The Seeker

A Meta-Cognitive Journal About Writing… Plus Other Stuff

Watch Your Borders

with 2 comments

Keep an eye on what is happening around you.  It’s good advice.  What is happening in your neighbor’s house could find its way to your doorstep before you know it.  On a global scale, if Libyans weren’t paying attention to the Egyptian revolution, I’m sure they sure are now.  Closer to home, Illinois teachers have been watching the Wisconsin union-busting situation very closely.  There are similar issues happening to the east in Indiana, too.  If I zoom in even closer, I have good cause to be uncomfortable with something that has happened a mere mile from my home.

It seems that Michael Carbone, a school board member for a nearby district, was upbraided by his own board for attempting to bust teachers he suspects are union sympathizers.  Allegedly, Carbone attempted to hack into a district computer system to investigate absence records; he wanted to know who was gone when and for what reason, hoping he would uncover teachers who may have taken personal or sick time to participate in the rallies in Madison.

Carbone’s actions have been significant enough to get exposure in the Los Angeles Times and on The Huffington Post.  As previously mentioned, his own school board members have called him out on his choices.  He has defended himself by denying it, by claiming he’s a community watchdog, and even by quoting scripture.  It’s too bad that Carbone doesn’t seem to understand what could have happened had he succeeded in hacking the computer system and acted upon any information he might have uncovered.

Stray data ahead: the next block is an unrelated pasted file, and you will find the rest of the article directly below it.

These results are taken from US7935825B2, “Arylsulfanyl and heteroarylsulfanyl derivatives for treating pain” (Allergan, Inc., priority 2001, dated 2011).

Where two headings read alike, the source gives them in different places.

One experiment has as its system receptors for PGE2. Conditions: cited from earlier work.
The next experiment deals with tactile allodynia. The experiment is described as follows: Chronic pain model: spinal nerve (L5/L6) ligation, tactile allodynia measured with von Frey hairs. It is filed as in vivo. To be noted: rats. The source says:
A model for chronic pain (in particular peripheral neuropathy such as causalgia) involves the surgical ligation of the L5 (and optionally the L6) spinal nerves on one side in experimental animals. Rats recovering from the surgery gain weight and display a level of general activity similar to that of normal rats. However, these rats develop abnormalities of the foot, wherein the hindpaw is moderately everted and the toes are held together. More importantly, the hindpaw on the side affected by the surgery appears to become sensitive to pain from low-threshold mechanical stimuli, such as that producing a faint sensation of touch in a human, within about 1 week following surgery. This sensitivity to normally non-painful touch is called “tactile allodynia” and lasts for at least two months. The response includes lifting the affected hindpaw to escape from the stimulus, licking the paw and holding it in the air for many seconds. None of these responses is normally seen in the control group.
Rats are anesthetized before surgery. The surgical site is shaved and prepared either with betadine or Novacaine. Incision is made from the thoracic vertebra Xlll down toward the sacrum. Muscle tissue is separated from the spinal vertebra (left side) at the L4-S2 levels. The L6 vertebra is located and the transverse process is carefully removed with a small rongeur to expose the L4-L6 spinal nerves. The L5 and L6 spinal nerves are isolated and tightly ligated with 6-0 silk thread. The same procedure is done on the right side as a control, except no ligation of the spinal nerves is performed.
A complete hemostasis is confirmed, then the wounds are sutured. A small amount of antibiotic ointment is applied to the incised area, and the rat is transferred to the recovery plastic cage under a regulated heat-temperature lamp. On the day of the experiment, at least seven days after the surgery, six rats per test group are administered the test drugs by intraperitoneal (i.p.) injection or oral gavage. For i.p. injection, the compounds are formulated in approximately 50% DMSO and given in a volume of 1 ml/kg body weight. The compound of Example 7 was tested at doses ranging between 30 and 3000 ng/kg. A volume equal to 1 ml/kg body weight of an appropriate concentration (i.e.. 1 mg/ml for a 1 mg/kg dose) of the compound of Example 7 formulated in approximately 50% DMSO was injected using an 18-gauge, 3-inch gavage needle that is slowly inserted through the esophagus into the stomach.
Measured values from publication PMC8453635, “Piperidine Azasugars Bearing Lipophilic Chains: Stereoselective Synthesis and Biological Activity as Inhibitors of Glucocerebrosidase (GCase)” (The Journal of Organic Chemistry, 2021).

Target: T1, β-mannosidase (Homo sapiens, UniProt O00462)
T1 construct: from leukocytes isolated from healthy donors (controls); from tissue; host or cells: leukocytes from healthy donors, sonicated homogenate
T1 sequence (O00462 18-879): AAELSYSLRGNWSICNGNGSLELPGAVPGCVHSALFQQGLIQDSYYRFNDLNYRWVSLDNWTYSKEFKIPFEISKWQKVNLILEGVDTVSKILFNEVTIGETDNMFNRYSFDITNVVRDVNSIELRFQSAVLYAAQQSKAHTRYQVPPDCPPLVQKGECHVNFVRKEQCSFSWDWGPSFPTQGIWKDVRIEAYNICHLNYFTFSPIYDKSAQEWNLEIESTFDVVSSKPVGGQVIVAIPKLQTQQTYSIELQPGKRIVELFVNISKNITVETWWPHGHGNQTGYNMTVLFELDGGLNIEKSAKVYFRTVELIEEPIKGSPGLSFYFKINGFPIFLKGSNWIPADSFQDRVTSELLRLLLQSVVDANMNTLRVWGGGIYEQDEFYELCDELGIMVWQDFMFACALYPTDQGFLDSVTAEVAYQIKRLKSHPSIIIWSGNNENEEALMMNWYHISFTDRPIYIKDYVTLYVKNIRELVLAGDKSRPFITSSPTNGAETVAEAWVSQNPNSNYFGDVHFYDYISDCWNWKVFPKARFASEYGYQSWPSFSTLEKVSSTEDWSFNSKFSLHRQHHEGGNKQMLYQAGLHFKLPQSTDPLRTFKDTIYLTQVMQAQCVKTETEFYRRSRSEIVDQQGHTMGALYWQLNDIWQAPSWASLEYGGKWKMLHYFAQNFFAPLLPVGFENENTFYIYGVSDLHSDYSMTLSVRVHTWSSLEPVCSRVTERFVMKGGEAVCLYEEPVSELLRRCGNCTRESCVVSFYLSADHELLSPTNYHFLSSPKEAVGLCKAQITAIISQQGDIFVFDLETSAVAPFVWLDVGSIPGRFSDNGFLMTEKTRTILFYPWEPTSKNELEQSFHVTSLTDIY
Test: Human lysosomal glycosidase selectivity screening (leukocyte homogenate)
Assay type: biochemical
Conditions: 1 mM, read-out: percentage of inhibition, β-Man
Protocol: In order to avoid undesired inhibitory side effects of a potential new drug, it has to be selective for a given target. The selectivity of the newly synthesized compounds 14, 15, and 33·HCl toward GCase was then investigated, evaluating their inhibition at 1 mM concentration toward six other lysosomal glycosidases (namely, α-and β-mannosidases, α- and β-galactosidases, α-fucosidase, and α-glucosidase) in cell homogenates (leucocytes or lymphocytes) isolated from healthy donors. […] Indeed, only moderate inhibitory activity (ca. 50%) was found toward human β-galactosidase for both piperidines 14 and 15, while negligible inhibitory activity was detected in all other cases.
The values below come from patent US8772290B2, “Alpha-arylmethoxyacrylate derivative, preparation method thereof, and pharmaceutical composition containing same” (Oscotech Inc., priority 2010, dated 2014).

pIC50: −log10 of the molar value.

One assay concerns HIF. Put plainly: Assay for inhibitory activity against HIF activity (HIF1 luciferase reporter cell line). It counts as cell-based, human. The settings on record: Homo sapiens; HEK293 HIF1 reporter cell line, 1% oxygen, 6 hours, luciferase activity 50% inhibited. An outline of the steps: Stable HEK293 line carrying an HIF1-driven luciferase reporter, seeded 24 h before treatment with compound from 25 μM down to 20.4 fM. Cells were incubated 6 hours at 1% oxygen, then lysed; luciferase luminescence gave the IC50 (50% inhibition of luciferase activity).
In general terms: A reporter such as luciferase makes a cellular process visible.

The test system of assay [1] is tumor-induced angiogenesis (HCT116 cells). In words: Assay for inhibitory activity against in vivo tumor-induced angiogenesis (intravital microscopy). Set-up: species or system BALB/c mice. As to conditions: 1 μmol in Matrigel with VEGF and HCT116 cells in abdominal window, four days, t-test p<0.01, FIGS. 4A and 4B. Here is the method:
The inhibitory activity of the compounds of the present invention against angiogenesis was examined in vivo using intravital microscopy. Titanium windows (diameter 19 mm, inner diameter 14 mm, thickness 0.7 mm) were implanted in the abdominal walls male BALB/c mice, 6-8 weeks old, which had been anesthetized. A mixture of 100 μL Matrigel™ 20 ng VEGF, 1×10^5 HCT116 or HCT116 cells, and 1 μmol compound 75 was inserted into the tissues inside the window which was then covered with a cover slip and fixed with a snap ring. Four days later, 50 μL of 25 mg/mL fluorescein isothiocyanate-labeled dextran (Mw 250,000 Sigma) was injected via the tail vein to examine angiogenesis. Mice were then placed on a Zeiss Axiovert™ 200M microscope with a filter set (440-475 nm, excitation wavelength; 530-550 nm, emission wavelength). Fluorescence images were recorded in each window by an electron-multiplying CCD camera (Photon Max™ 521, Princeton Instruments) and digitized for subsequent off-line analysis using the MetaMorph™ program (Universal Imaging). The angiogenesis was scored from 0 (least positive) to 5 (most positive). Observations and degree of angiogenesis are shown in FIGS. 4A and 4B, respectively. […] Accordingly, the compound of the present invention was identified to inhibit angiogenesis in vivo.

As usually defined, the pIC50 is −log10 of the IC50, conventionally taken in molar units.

What Carbone was allegedly attempting to do is a violation of privacy.  My understanding is that teachers could have brought suit against Carbone, the school board, and possibly the district.  In fact, the district could have been in a very awkward position in that it would be forced to defend the teachers even while those teachers brought suit against the district  itself.  The action would have solidified the union Carbone seems to want busted, the state board of education would likely have become involved, and the local presses would have had something to write about for quite some time.  The school board might have been recalled.  The cases could have clogged up the local courts for some time, and all three entities could have lost to complainants.  It could have cost the district an untold amount of money at a time when every area district is in financial straits.  Though none of what might have happened actually happened, Carbone’s actions have been referred to the state’s attorney.  This is to say nothing of the ethical implications of his actions, the manner in which he may have disregarded his oath of office, or the suspicion that he lied about his access to the computer system he was trying to hack.